profile

House Calls

Katie Gallagher
In 1976, America was coping with the aftermath of the Vietnam War, fallout from Watergate, a growing energy crisis and the constant threat of nuclear annihilation. For some, society was changing too fast, for others not fast enough, and the entire country was exhausted. From the chaos emerged a youth culture fueled by drugs, music and sex.

People were ready to have fun again, and they were ready to make sex toys part of their fun. Doc Johnson founder Ron Braverman saw the opportunity to bring sex toys out of the age of hard plastic dongs and into a world of endless shapes, colors, textures and materials.

Braverman had owned several adult bookstores in Amsterdam and London, where he was introduced to a whole different way of thinking about sex in general and adult novelties in particular. In short, Europe was light years ahead of the U.S. in its attitudes toward sex as well as the development of pleasure devices. So Braverman decided to take what he had learned and apply it to create the first universally recognizable sex toy brand. The first step was coming up with a name that would stick in people's minds.

"I wanted a 100 percent universal name everyone would know," he explains. "We had recently had a president named Johnson, and because of the influence of British colonization, Johnson was the most widespread surname in the world at the time. And I chose Doc because I wanted to give the brand credibility and a sense that there was a person behind it."

From the beginning, Braverman says, the brand enjoyed overwhelming support and acceptance, partly because the marketplace was so wide open — especially the female market, which at the time wasn't being catered to at all.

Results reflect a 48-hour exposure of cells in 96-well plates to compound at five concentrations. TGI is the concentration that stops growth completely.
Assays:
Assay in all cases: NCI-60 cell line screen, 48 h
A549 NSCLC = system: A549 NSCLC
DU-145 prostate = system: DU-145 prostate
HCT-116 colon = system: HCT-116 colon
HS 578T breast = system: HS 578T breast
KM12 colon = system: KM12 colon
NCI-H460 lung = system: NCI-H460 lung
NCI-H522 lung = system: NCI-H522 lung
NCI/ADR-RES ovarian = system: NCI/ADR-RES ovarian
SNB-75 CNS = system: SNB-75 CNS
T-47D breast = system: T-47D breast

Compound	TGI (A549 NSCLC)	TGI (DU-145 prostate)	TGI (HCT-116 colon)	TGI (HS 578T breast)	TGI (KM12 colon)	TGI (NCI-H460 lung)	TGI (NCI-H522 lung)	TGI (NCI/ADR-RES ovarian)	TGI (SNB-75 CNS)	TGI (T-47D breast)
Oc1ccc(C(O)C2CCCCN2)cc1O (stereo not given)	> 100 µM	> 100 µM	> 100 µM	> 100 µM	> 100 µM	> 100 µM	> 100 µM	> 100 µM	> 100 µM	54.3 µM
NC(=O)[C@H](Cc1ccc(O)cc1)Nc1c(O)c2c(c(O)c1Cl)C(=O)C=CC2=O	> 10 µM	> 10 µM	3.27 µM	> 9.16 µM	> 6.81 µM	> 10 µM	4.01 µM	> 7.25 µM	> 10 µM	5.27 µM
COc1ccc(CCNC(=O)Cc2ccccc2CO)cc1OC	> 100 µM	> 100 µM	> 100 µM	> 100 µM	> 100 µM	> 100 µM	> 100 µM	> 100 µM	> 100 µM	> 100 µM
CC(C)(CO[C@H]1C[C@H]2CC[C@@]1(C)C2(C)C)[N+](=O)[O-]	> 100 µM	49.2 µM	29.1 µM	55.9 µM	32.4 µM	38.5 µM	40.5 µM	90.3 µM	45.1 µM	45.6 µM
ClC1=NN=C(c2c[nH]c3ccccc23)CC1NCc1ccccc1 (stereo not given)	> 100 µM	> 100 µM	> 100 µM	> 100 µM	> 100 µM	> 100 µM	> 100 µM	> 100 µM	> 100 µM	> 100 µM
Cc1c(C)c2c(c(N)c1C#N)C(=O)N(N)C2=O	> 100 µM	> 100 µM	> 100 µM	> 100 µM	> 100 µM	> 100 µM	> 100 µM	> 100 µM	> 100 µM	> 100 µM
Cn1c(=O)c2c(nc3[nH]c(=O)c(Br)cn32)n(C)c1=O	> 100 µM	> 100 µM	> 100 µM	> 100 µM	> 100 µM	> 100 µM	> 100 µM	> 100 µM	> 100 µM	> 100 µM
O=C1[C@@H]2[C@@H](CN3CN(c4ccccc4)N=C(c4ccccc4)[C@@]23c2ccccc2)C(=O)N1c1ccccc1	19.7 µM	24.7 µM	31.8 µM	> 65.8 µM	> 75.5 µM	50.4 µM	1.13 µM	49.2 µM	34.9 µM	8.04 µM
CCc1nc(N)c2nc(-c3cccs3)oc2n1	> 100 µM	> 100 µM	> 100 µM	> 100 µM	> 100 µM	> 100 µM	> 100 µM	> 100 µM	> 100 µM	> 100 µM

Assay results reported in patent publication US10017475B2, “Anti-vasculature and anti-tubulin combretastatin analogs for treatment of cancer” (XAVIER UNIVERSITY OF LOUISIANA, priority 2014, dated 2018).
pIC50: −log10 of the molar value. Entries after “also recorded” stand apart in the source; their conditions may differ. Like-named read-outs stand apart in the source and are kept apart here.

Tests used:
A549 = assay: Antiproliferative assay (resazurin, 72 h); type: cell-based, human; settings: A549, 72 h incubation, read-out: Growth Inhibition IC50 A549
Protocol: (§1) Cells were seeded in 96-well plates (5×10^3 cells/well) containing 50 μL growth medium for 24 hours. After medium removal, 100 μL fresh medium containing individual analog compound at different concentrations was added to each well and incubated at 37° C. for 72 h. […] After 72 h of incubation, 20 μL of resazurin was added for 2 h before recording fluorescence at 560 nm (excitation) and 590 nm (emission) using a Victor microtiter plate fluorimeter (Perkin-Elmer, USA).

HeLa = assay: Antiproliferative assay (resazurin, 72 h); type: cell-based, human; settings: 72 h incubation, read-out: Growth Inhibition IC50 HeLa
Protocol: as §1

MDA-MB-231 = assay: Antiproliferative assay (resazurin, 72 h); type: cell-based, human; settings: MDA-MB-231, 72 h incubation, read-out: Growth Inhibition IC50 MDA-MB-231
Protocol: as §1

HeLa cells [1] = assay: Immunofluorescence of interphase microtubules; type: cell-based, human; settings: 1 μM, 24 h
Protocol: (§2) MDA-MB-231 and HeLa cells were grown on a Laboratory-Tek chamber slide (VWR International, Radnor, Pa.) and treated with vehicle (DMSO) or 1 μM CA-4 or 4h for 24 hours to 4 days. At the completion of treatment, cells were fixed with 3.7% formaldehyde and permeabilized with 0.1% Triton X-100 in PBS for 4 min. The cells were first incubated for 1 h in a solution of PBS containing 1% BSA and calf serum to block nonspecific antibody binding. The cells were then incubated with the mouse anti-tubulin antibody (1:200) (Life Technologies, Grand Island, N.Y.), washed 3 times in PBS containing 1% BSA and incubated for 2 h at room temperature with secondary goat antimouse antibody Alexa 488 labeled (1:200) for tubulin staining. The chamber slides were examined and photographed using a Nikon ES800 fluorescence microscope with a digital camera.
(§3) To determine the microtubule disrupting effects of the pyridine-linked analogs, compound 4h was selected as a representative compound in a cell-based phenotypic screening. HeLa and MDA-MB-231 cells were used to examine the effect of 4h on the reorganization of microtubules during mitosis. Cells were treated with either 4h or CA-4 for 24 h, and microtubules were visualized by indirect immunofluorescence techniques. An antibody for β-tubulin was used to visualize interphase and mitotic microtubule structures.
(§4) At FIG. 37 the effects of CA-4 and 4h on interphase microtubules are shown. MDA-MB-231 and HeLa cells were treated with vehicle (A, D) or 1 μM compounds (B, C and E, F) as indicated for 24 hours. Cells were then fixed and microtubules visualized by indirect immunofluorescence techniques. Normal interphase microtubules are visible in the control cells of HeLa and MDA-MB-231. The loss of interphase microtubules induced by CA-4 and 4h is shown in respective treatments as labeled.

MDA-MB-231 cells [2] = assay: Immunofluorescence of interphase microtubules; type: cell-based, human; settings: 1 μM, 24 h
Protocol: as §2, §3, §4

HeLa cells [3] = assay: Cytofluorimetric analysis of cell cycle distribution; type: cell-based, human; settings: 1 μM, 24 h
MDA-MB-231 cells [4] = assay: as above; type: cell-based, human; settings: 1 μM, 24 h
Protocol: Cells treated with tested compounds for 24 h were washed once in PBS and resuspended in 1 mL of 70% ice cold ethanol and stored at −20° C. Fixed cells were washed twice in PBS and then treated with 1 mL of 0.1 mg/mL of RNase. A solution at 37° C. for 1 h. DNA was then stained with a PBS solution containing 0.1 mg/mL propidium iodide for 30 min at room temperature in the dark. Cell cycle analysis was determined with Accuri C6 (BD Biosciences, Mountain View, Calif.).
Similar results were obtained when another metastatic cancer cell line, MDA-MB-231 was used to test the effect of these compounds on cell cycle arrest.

The company really took off when Braverman adopted the professionalism of European packaging and added his own twist to create the first three Doc Johnson "kits" — the Anal Intruder, the Sensual Encounter and the Midnight Special. What made the products unique was that they included everything a customer needed for maximum satisfaction: vibrators, two C batteries and an assortment of sleeves.

"Kits had never been done before; there was no such thing," he says. Doc Johnson followed up on the success of its kits by branching out into never-before-used materials with the introduction of its Caress vibrator, the first to use a rubber- type material rather than hard plastic. It would be the first in a long string of technological innovations designed to make Doc Johnson's products even more realistic, eventually culminating in the development of materials such as Doc's UR-3, or Ultra-Realistic 3, a material approximating the texture of human flesh that is used in many of the company's products today.

While the products themselves represented major strides, Braverman says the single most important factor in the company's ability to stand out was its packaging.